Despite the embarrassment of the stalemate, the French had fewer forces when the second campaign began in 1892. Alfred-Amedee Dodds, the commanding general, arrived with a force of nearly 2,000 (Porto Novo added some 2,600), while the Fon army totaled around 12,000 men. Dahomey grew more confident since it had fought the first campaign to a draw, but the army proved mostly incapable of general combat. Subsequent fighting generated more Fon casualties than French, forcing Behanzin to take arms and attack French forces himself. The Fon mounted several more charges that nevertheless failed in the face of French bayonets. Soon the French picked up a key victory at Adegon before marching toward Abomey where they overran the Fon. After capturing Behanzin, France proclaimed victory in 1894.

Theoretically speaking, the Fon insurgents could have prolonged the short-lived and lopsided war by adopting a strategy that would have spared them direct confrontations. Powerful states such as France favor regular war for the obvious reason that it allows the armed services to maximize their material superiority and elicit the greatest payoff. Conventional strategy boosts orthodox training methods, rewards organized operations, hastens the procurement of advanced weapons, and becomes embedded in the culture of modern military organizations, which grow resistant to change over time and integrate new battle methods only slowly. Thus, even in the face of unknown enemies in unfamiliar places, Western armies retain the conventional style most of the time.

France's military institutions of the 1890s were no exception; they had inherited the Napoleonic tradition, which relied on the use of artillery, square formation, and rigid doctrine, precisely embodying this doctrinal conservatism. (17) Of course, Dahomey's combat method was not particularly European but conventional in the African context of armies conducting slave raids. The "orthodox" method of army-to-army combat, however, is far from what we expect to see today in places like Afghanistan, Somalia, or Yemen where insurgents mount a series of irregular combat in villages, towns, highlands, and mountains to raise the cost of fighting for adversaries and undermine their will to fight. Given the recent proliferation of insurgency strategy across parts of the world such as the Middle East, South Asia, and Southeast Asia, one might find the Fon strategy an anomaly if not irrational. Then why did the Fon use regular armies when they could have chosen differently?

For the inferior side, the notion of fighting in conventional settings appears suicidal. A rational response would call for avoiding direct confrontation and adopting the strategy of "weapons of the weak" by fighting like guerrillas, taking hostages, and using them as human shields. Given the centuries-long history of guerrilla war, the Fon might well have known about it and employed it. (18) In fact, fortune-tellers had advised Behanzin against waging pitched battles, recommending ambushes and night movements instead, which the Fon used at the battle of Dogba and Oueme. (19) The Fon, however, stayed mostly with the strategy they were accustomed to for some of the reasons discussed above. Specifically, the strategy helped them justify a need to modernize their forces and strengthen the Fon kingdom by setting up a primitive military system and using it to protect the kingdom. In contrast, guerrilla war did not appear too helpful. Success with such warfare hinged on the need to voluntarily cede a territory to enemy penetration, which in turn would hinder Dahomey's own ground operations and prove highly unpopular among its people. Behanzin would rather protect his own land than let the French exploit it and suffer from an unruly population. Additionally, conventional strategy gave Dahomey the appearance of an aspiring modern nation that could challenge a foreign "equivalent," offering the sense that despite a wide gap in material power, the Fon could fight the French on equal terms. The powerful Fon army, consisting of male soldiers and famed female warriors, reflected this confidence. Furthermore, Dahomey's topographic features, especially its plain and desert areas, favored the organized movement of infantry operations. The savanna climate also made guerrilla war difficult. Two dry seasons a year impaired the growth of a dense forest in which irregular forces could hide--but not improperly dressed combatants. (20) Finally, because of the institutionalization of conventional battle in Fon society and its proven success in repeated wars with neighbors, such as the Whydah and Oyo kingdoms, the army considered organizational and doctrinal change unnecessary.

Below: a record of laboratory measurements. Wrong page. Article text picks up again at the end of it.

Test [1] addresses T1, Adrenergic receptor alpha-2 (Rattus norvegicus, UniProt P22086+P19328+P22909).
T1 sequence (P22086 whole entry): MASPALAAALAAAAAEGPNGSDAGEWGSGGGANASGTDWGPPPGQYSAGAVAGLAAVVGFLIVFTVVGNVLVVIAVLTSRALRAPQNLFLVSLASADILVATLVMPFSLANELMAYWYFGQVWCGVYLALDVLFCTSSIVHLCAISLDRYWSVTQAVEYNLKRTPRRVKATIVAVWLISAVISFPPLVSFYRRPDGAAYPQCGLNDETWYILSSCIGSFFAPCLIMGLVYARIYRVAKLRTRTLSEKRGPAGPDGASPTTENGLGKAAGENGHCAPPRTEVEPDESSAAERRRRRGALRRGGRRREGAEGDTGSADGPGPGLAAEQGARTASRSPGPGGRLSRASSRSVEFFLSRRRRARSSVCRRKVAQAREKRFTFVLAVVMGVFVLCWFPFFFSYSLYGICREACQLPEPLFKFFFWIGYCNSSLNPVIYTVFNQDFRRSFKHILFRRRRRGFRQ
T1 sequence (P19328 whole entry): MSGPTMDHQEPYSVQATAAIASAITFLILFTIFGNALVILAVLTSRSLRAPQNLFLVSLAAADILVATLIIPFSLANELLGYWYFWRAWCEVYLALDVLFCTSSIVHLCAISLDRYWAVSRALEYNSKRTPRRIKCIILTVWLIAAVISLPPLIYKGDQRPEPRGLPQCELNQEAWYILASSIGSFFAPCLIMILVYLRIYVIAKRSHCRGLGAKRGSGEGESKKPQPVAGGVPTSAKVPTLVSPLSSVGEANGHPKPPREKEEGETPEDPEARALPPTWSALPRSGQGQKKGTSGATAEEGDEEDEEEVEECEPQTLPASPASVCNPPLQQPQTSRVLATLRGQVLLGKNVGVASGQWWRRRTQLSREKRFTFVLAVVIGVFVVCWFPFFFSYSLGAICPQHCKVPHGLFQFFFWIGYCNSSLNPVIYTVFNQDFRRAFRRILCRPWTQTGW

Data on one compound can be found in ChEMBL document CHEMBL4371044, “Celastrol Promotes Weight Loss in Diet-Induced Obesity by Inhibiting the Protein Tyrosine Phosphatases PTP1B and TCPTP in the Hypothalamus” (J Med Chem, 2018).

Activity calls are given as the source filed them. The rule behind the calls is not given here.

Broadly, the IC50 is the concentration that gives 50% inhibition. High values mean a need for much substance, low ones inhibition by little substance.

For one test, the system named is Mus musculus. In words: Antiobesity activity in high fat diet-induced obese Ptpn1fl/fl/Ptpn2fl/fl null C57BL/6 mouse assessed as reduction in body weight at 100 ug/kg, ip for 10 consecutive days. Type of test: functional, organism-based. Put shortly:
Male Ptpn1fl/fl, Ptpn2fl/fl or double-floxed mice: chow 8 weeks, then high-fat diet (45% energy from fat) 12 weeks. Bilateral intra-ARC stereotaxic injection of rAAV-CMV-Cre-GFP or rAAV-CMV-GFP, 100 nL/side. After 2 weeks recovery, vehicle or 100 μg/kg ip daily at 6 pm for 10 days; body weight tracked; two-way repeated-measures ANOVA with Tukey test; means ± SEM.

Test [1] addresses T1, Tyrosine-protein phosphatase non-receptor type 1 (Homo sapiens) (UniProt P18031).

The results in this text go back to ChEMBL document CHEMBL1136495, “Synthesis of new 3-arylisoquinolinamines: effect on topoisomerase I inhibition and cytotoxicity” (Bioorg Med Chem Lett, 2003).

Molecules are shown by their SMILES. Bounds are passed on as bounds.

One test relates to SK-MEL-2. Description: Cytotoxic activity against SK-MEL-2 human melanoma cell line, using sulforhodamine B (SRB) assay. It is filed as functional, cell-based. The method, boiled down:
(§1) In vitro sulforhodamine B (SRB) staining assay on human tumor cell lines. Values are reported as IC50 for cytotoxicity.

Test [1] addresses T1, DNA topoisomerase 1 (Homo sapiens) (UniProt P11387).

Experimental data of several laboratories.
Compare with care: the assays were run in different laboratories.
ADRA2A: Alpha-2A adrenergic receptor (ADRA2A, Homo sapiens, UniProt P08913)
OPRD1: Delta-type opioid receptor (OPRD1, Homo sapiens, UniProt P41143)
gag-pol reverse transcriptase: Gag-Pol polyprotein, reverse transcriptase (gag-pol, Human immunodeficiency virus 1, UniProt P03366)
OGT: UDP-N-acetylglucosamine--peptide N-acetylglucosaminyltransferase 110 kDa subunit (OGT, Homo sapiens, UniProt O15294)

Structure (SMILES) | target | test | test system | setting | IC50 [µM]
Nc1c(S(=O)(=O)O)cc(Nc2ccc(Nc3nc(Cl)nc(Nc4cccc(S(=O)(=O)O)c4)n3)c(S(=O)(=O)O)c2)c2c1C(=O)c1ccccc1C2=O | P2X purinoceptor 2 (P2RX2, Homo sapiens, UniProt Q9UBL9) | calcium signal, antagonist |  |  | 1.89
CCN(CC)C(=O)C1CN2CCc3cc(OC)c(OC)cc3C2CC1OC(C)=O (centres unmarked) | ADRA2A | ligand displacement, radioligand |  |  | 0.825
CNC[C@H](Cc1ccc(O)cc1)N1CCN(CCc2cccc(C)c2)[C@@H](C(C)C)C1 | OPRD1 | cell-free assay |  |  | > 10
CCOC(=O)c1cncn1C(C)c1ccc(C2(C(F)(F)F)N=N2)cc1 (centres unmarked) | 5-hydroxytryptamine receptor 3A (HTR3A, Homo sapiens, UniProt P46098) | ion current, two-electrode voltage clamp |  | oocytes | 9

It was no coincidence that Dahomey had a reputation for military might. (21) Archibald Dalzel, British governor of the country in the 1760s, wrote that Dahomey boasted a considerable standing army led by officers with a high level of discipline and ability based on the imported principle of "levee en masse"--the recruitment of all able-bodied adults. The king could gather his regular forces quickly, commanded by these well-trained officers. (22) He put a commander--the "Gau"--in charge of planning military strategy and logistics and brought in military experts from Portugal and Germany who rivaled the French in terms of teaching training, weapons use, and siege tactics. (23) Aside from a brief guerrilla-like skirmish in 1892, the Fon rarely trained for hit-and-run missions, protected its civilian populations, or sought to instill and exploit fear among the French. (24) Its strategy mostly dispensed with operations that pinpointed enemy weaknesses. Yet the very preference for orthodox combat generated six problems that led to disaster for Dahomey in the second campaign.